Second Pass

In the API Explorer, go back to the VcVirtualMachine type that we started with. There’s nothing that obviously tells you the current power state here, but if you dig you’ll find the runtime property that mentions power state, leading you to the VcVirtualMachineRuntimeInfo type.

Keep drilling, and you’ll find the powerState property, giving you a list of all possible states. Let’s use this to make our Action a little more effective.

// is our VM powered on?
if(inputVM.runtime.powerState == "poweredOn") {
  // it's powered up, so let's check the tools info
  if(inputVM.guest.toolsVersionStatus == "guestToolsCurrent") {
    // the tools are current!
    return true
  } else {
    // tools are not current
    return false
  }
} else {
  // the VM isn't powered up, so let's return false
  return false
}

You can just keep building on this Action if you want, or do what I do: keep it simple.
Actions and Workflows are easier to debug if your code is simpler!

Let’s add this action into a workflow with some basic decision making logic.

The Workflow

Go to the Workflows Tab, open your folder and right-click, choosing New Workflow, and name it.

The new Workflow for your Action.
The new Workflow for your Action.

After you do so, you’ll be in the Workflow Designer – choose the Schema Tab.

In the left menu, search for your Action, and drag/drop it into the Schema.

Adding the Action to your Workflow Schema.
Adding the Action to your Workflow Schema.

After that, you will again get the prompt to setup the parameters within the workflow. Click Setup, and configure it like the below:

Binding the Action's inputs and actionResult to your Workflow.
Binding the Action’s inputs and actionResult to your Workflow.

This automatically connects the inputVM parameter as an Input to the workflow, and also configures an Attribute called toolsStatus that is bound to the output of your Action. Easy!  Keep in mind, you can name the attribute whatever you want!

Once that is done, we will add a Decision element to the workflow. This allows us to create a fork in the road based on the value of an attribute, which in this case is whether the Attribute toolsStatus value is TRUE, or FALSE.

Search for a Decision element in the left window, and drag/drop it after the Action in your Schema.

Your schema, with the Decision element.
Your schema, with the Decision element.

Once the element is added, click the pencil icon above it to edit the settings. There isn’t much to change here, so go to the Decision tab. Click the link there to choose which Attribute in the workflow you wish to check on. It should be toolsStatus in this case – no binding is required for this element.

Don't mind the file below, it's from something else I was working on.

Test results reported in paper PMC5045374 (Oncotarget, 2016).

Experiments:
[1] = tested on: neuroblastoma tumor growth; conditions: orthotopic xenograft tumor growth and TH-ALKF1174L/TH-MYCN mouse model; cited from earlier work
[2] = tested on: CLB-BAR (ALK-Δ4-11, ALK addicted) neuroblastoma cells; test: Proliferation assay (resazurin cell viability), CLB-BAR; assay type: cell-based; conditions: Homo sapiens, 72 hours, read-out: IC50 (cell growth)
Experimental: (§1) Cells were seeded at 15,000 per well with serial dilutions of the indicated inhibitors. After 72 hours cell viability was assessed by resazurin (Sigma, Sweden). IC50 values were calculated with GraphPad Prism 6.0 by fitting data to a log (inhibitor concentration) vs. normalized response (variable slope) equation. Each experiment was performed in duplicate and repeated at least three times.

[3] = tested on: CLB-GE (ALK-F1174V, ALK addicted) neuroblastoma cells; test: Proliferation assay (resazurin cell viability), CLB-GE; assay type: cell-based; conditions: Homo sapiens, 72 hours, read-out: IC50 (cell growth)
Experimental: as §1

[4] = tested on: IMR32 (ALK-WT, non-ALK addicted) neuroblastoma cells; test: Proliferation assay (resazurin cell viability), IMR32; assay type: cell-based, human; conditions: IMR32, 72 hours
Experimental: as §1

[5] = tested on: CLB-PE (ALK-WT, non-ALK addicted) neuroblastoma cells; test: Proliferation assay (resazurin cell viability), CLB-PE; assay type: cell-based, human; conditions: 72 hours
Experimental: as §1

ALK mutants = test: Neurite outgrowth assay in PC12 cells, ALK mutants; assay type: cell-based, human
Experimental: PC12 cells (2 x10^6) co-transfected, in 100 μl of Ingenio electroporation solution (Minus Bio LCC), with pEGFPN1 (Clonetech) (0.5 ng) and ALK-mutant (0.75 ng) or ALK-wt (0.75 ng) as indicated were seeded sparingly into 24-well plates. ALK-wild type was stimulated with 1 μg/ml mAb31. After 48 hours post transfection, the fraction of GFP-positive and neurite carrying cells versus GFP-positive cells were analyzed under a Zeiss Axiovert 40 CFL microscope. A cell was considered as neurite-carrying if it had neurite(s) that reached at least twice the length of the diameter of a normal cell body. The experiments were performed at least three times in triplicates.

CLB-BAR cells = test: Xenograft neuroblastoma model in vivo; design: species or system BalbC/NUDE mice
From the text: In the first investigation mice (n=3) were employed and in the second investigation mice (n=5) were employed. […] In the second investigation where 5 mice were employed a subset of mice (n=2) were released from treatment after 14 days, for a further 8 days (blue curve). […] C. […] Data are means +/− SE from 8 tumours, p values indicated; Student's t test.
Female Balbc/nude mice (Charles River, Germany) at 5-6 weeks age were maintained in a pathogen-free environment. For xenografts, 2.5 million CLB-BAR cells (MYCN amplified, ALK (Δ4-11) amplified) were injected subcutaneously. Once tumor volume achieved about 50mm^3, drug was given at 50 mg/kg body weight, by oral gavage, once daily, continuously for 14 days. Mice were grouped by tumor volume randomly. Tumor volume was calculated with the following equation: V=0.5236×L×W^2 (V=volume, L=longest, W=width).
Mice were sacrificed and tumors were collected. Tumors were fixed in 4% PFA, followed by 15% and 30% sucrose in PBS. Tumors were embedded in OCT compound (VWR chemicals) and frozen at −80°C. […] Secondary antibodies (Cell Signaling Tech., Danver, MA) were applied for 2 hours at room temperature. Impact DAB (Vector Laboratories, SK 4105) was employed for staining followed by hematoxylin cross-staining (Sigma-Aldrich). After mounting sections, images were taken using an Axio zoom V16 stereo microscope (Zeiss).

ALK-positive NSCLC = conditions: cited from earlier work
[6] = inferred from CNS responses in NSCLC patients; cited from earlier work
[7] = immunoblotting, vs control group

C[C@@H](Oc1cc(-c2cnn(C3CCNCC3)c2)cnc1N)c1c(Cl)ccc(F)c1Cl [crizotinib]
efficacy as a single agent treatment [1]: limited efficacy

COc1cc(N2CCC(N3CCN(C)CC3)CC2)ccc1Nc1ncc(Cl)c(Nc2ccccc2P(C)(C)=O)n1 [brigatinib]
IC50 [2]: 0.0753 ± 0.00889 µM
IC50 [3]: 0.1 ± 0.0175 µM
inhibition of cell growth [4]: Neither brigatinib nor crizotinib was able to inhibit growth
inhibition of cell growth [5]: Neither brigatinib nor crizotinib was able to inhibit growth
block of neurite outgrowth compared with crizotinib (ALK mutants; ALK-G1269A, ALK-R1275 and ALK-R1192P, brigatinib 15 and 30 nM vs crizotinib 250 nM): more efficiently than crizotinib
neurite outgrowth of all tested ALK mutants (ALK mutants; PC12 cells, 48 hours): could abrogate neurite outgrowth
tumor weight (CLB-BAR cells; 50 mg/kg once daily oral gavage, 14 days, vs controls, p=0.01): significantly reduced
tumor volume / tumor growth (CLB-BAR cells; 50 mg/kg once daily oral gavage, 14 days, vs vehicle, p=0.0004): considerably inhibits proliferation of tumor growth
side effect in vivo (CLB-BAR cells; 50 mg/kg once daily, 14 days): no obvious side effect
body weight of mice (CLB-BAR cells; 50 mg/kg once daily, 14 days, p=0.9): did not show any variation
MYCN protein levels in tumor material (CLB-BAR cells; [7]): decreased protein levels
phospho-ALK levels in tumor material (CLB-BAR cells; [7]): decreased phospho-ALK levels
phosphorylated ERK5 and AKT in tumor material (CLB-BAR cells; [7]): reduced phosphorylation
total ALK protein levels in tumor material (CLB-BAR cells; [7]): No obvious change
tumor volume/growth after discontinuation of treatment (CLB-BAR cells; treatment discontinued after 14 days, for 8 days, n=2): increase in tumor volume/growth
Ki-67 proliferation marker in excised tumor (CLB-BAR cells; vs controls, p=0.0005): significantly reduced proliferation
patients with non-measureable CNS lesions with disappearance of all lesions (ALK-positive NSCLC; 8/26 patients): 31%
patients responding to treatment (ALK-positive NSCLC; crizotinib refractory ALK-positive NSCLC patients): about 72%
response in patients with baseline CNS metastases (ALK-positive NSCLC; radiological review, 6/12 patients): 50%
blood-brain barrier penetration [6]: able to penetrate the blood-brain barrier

Setting up the Decision element.
Setting up the Decision element.

You now have a Workflow that can act based on the output of your Action. A few ideas to try:

  • Add the built-in workflow to Upgrade Tools, or Upgrade Tools at Next Reboot on the FALSE workflow path
  • Write a log entry indicating the tools are up to date on the TRUE workflow path

Setting these particular capabilities up are drag and drop affairs, just like adding your Actions and Scriptable Tasks. I realize it sounds lame, but the only limit to what you can do is imagination – you just have to consider your use cases and impact of your design. If you want the workflow to automatically install upgraded tools, can it be rebooted right after if needed? There are many things to consider.

In the next post, we will dive a bit deeper into working with Arrays of objects, such as ESX Hosts or Virtual Machines. Thanks for reading, and hopefully if you’re just getting started with VCO, this was helpful!

 

VCO – All about that Base64 Action


In my time working with integration with other systems with REST APIs – just about every system using Basic Authentication needs a Base64 encoded string for the password. I figured, why not just make this an Action that I can reference easily later? Spoiler alert: I reference this Action a LOT.

The Code

The Base64 function is culled from various online resources. A few minor modifications, and we have an action that takes input of the string to encode, and a boolean of whether you are encoding the string, or decoding it. That way, we put both capabilities into a single action!

This particular version references the JSFiddle code from here: http://jsfiddle.net/gabrieleromanato/qaght/